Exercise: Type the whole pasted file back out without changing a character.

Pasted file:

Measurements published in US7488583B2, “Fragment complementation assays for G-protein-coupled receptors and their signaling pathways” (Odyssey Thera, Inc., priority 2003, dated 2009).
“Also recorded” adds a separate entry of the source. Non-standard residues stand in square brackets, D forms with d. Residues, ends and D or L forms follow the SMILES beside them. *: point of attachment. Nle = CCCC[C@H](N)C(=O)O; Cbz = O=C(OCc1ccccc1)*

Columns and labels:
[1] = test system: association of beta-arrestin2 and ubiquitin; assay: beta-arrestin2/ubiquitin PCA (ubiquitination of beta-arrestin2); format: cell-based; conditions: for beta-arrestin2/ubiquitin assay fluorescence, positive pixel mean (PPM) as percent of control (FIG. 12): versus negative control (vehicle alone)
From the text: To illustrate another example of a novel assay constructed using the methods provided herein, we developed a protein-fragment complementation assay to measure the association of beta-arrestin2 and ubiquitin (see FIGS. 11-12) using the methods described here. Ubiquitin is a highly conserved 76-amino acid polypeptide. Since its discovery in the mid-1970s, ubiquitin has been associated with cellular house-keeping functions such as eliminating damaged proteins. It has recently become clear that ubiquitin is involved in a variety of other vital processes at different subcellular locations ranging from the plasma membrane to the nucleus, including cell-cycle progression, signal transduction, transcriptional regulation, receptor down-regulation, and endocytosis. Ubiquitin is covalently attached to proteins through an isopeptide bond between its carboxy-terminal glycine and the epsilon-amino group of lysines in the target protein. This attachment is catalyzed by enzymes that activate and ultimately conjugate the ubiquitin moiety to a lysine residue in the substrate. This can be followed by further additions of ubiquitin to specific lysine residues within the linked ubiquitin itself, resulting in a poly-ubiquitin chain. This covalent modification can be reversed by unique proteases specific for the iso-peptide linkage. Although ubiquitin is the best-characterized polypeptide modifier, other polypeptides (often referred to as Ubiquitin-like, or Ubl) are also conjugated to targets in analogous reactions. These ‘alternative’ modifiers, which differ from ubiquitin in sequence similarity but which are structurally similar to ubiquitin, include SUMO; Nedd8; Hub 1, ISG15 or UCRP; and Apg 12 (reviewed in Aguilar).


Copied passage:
Measurements published in US7488583B2, “Fragment complementation assays for G-protein-coupled receptors and their signaling pathways” (Odyssey Thera, Inc., priority 2003, dated 2009).
“Also recorded” adds a separate entry of the source. Non-standard residues stand in square brackets, D forms with d. Residues, ends and D or L forms follow the SMILES beside them. *: point of attachment. Nle = CCCC[C@H](N)C(=O)O; Cbz = O=C(OCc1ccccc1)*

Columns and labels:
[1] = test system: association of beta-arrestin2 and ubiquitin; assay: beta-arrestin2/ubiquitin PCA (ubiquitination of beta-arrestin2); format: cell-based; conditions: for beta-arrestin2/ubiquitin assay fluorescence, positive pixel mean (PPM) as percent of control (FIG. 12): versus negative control (vehicle alone)
From the text: To illustrate another example of a novel assay constructed using the methods provided herein, we developed a protein-fragment complementation assay to measure the association of beta-arrestin2 and ubiquitin (see FIGS. 11-12) using the methods described here. Ubiquitin is a highly conserved 76-amino acid polypeptide. Since its discovery in the mid-1970s, ubiquitin has been associated with cellular house-keeping functions such as eliminating damaged proteins. It has recently become clear that ubiquitin is involved in a variety of other vital processes at different subcellular locations ranging from the plasma membrane to the nucleus, including cell-cycle progression, signal transduction, transcriptional regulation, receptor down-regulation, and endocytosis. Ubiquitin is covalently attached to proteins through an isopeptide bond between its carboxy-terminal glycine and the epsilon-amino group of lysines in the target protein. This attachment is catalyzed by enzymes that activate and ultimately conjugate the ubiquitin moiety to a lysine residue in the substrate. This can be followed by further additions of ubiquitin to specific lysine residues within the linked ubiquitin itself, resulting in a poly-ubiquitin chain. This covalent modification can be reversed by unique proteases specific for the iso-peptide linkage. Although ubiquitin is the best-characterized polypeptide modifier, other polypeptides (often referred to as Ubiquitin-like, or Ubl) are also conjugated to targets in analogous reactions. These ‘alternative’ modifiers, which differ from ubiquitin in sequence similarity but which are structurally similar to ubiquitin, include SUMO; Nedd8; Hub 1, ISG15 or UCRP; and Apg 12 (reviewed in Aguilar).